Counseling isn't something most men are excited to try. It's hard to convince us that we can't just figure things out on our own. But then there comes a revelation, a hidden part of a man's life comes to light. Now everything he's built is in jeopardy, and the people he's promised to love are left feeling wounded and betrayed.
I'm Fine, Really
As I write this, I'm thinking of the men out there putting on the brave face, working hard and checking all the boxes we ask them to check, and tolerating the quiet dread that sits in the back of our minds, telling us it's only a matter of time before we're found out.
I'm thinking of the men who by all accounts are happily married, engaged, or committed--but who are secret frequenters of porn sites, who keep re-downloading Tinder when they leave the house, or may even be skirting the edge of (or diving right into) an affair.
Of course, it is only a matter of time. Secrets aren't sustainable.
I'm not here to get into the morality of porn or swiping apps in themselves. The topic today is how and why men's sexual appetites can so often lead us to risk the things in our lives that we really value.
Or is sex actually just that important to us?
Despite the evolving narratives and attitudes around sex, relationships, and gender roles, a lot of guys still come of age in stories that don't let them be okay with their emotions and desires. The path for many of us has been performance-driven and shame-based. We don't see authenticity or vulnerability rewarded, even in a culture that claims to value those things.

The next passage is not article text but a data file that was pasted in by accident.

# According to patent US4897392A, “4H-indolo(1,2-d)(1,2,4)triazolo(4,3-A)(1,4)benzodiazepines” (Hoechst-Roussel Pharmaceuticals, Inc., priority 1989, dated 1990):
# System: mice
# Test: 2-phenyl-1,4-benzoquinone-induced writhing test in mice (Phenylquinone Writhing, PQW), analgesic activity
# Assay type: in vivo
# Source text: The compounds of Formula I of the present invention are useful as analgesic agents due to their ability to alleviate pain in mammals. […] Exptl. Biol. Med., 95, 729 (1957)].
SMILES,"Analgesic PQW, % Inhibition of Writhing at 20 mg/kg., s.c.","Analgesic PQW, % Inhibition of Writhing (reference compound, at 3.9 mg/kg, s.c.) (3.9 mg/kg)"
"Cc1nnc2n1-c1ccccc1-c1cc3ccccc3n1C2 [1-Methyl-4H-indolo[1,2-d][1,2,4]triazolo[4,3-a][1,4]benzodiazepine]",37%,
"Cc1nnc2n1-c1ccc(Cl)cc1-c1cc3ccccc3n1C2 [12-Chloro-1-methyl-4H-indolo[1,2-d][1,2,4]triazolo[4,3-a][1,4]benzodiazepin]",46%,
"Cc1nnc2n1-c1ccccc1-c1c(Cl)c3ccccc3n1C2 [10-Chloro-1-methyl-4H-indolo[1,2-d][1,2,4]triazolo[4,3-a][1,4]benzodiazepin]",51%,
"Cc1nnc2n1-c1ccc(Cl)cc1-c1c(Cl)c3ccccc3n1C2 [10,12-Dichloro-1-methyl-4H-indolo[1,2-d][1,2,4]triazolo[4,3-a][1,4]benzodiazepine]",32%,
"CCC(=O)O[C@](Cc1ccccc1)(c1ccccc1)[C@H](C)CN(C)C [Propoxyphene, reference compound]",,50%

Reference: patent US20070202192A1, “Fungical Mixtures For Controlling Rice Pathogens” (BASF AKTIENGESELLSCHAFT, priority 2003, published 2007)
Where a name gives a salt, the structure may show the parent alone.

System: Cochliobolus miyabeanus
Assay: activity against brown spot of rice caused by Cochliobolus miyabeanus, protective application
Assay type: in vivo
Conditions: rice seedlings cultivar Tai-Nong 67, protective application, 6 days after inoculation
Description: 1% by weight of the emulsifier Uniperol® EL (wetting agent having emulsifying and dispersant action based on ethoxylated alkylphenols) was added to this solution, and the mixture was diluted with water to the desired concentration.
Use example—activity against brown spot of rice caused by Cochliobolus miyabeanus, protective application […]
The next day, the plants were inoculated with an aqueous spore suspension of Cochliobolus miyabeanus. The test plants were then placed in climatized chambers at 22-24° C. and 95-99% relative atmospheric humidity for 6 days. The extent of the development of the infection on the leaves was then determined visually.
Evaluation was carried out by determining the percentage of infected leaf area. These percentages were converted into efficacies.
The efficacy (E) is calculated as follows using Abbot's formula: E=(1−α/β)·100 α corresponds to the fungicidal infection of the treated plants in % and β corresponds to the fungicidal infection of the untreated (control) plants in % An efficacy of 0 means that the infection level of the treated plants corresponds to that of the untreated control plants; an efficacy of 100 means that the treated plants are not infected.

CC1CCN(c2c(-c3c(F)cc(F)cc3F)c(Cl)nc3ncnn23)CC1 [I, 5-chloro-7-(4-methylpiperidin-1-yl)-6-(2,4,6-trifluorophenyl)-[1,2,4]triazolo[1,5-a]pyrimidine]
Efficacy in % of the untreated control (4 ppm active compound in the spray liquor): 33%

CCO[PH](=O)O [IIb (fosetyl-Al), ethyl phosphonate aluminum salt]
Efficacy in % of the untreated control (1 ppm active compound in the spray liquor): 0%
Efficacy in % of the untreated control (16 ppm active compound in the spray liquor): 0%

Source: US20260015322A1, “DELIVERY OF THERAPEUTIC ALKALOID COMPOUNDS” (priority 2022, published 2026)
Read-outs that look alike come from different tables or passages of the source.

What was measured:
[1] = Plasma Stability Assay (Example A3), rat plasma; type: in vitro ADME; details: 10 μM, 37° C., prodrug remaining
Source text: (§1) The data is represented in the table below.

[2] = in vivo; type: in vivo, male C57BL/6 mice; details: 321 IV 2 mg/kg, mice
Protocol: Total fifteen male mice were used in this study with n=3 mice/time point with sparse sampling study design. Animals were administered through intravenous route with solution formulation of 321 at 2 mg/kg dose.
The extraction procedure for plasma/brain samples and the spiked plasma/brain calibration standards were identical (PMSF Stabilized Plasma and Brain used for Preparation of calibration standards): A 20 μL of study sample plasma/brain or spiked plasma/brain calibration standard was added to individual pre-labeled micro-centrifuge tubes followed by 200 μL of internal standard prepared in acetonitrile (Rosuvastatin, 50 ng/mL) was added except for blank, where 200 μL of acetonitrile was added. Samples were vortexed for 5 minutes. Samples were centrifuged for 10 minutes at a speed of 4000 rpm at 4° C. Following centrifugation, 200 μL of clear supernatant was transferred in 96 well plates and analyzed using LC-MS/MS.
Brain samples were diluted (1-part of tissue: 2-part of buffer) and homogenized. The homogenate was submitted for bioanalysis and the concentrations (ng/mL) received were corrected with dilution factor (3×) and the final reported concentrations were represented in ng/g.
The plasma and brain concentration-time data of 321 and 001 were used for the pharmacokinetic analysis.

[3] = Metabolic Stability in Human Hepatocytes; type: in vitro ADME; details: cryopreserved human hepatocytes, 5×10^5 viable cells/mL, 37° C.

In fact, a lot of men hear the words "authenticity" or "vulnerability" and think "weakness". But when I get the chance to hear their stories--often being told candidly for the first time--I can hardly blame them.
Inside each man is a heart longing for intimacy, truth, and freedom. But it gets locked away by the demands and expectations of systems that don't know what they want from us. That doesn't mean, however, that the heart stops desiring. And if we can't get (or don't believe we can get) the real thing, we will go for substitutes. And of those there are plenty.
See, despite what we often say about men's sex drives or 'animal' brains, sex is really the last remaining realm in which men feel allowed to explore their need for connection.
The Man Underneath
I've sat with a lot of men who've risked everything important to them and hurt the ones they loved, who don't even know why. It's not as if this was what they wanted. Sometimes even despite the grief and devastation, there's an element of relief. Somebody has finally heard the desperate voice inside.
When there's a behavior we can't control and don't understand, what's happening is that a deep, hidden-away part of us is demanding to speak, and won't be ignored anymore.
This doesn't justify anything this hidden part drives us to do, nor does it relieve us of the responsibility for what we choose--but the story matters because it holds the key to understanding and healing.
What's your story with your sexuality? In stories of pain and confusion, sex can become the only way we know how to seek connection, or to feel powerful, or to know we are capable, worthy, and wanted.
If you're like a lot of the guys who've sat with me in my office--and, if I'm honest, if you're like me in certain chapters of my life--you want to know how to fix this. Tell me the answer. Tell me what to do.
But the time has come to stop fixing. Stop trying to find the answer that explains everything. What your heart is demanding is that you start sitting with it, accepting it, and letting out the story of the man who got locked away from the world a long time ago.
He deserves that.
Mike Ensley, MA, LPCC is a professional counselor in Loveland, CO.
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